Engel, D-N.Y., said in a statement that the firearms flowing illegally from the United States into Mexico have made the drug cartels’ jobs easier.
Michael Hoffman, spokesman for the ATF’s Los Angeles field division, which includes the California-Mexico border, said: “We are working on a daily basis with ICE. . . . Not only do we conduct joint investigations, but we share intelligence.”
Lauren Mack, a spokeswoman for ICE in San Diego, referred questions about the report to Department of Homeland Security headquarters in Washington. She said the ATF and ICE have been working together to combat smuggling and violence through the Border Security Task Force.
ICE spokeswoman Kelly Nantel said the two agencies pride themselves “on the strength of our relationships with law enforcement partners at every level and throughout the country.”
The GAO report released yesterday cited several examples of miscommunication between ICE and the ATF. The ATF did not tell ICE about a covert operation in which ATF agents delivered weapons across the border in an attempt to ferret out the Mexican organizations receiving illegal arms, the report said.
During another operation, an ICE agent unknowingly kept covert watch on the activities of an undercover ATF agent investigating a suspected trafficker, the report said.
TIJUANA, Mexico — On a recent weekday morning, Mexican soldiers carrying automatic weapons stood in a thin line along a vehicle checkpoint at the busy border crossing from this Baja California city into Otay Mesa, Calif.
While the military presence partly reflects the highly publicized drug violence in Tijuana and other Mexican border cities, it is commerce and the development of commercial real estate that has become a chief focus for business interests in the southernmost area of California.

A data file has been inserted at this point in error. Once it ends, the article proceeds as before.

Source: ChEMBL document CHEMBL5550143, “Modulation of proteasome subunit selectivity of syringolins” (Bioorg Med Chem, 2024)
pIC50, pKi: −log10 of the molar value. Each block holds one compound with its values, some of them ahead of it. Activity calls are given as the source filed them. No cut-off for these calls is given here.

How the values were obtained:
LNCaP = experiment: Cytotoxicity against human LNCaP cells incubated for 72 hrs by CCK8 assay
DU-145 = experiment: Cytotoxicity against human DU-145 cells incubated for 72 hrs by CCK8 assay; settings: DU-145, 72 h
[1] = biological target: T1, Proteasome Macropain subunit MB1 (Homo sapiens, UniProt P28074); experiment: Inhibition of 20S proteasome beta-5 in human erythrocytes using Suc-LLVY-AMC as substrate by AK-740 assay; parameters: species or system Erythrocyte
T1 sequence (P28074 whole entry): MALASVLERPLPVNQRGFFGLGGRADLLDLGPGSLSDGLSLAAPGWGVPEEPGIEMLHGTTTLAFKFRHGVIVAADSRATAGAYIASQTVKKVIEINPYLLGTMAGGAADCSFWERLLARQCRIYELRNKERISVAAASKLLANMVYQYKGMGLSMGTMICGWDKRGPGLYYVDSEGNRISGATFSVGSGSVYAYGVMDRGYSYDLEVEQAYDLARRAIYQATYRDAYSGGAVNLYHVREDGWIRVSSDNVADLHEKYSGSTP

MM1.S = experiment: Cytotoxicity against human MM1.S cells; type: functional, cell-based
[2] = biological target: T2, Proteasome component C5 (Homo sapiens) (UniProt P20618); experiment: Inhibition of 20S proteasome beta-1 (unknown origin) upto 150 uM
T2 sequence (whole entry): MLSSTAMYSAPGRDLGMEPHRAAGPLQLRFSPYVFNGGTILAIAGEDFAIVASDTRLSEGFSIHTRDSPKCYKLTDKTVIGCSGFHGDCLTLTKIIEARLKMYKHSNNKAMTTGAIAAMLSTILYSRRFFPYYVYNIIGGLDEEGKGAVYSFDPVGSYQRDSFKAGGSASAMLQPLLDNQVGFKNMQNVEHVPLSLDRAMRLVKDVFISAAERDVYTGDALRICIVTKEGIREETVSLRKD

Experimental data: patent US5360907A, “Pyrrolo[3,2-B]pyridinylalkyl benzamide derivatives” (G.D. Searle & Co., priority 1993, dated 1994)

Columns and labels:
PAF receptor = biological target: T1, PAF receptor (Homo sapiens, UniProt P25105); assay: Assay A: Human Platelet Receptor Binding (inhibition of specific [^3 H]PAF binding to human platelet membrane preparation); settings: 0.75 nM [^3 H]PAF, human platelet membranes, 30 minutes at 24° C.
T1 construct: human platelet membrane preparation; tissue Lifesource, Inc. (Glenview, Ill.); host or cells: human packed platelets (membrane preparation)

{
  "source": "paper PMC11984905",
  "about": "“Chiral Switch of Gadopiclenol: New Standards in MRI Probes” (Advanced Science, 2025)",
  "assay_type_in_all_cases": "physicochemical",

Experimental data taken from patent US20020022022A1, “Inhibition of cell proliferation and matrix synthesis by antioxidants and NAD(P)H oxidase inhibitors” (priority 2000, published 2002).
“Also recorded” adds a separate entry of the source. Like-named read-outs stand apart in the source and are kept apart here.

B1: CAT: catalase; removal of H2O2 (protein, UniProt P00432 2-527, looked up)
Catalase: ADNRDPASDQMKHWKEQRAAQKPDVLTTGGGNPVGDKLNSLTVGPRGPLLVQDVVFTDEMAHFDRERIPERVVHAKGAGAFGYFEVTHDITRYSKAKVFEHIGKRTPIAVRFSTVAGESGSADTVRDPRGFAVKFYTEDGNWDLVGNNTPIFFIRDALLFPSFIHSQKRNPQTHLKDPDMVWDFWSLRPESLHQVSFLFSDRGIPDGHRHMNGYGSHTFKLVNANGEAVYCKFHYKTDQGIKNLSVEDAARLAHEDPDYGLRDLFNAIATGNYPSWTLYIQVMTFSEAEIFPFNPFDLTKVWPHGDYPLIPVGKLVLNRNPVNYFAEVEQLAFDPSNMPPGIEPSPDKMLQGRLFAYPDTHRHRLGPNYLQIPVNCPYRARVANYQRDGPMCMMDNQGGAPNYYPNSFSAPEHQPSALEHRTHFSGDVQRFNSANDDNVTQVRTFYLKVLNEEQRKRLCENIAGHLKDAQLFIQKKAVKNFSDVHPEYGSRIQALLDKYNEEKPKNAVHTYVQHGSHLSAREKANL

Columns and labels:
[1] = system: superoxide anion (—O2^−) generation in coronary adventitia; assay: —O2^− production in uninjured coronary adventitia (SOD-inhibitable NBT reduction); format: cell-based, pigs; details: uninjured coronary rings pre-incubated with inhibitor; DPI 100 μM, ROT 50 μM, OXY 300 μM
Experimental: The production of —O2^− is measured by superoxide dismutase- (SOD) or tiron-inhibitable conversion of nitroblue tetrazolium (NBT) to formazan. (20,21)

In the last year, economic development officials and local elected leaders in San Diego County, Baja cities in Mexico and the sprawling Imperial Valley about 90 miles to the east have used a grant of $220,000 of government and private seed money for an initiative aimed at turning this area into a global powerhouse for commercial growth.
The idea is that a concerted effort will produce more manufacturing in Mexico, more research and development in San Diego and more alternative energy in Imperial County.
The area is formally known as the Cali Baja Bi-National Mega-Region, covering roughly 27,000 square miles. Late last month, Mayor Jerry Sanders of San Diego, Mayor Jorge Ramos of Tijuana and economic development leaders from both sides of the border announced a marketing effort that, so far, is aiming to attract companies from China and the Pacific Rim.
Central to the effort is a planned new border crossing, which may be completed as early as 2012, about two miles from the current Otay Mesa port of entry. To be known as Otay Mesa East, it is expected to become the most technologically advanced crossing in the region, with waits for commercial truck traffic of 20 minutes or less, compared with the current three or four hours.
Christina Luhn, director of the Cali Baja initiative for the San Diego Regional Economic Development Corporation, was at the border recently to meet representatives of Kyocera Mexicana in Tijuana, a unit of the Japanese company Kyocera, which manufactures solar panels and other clean-tech products that are shipped into the United States through Otay Mesa.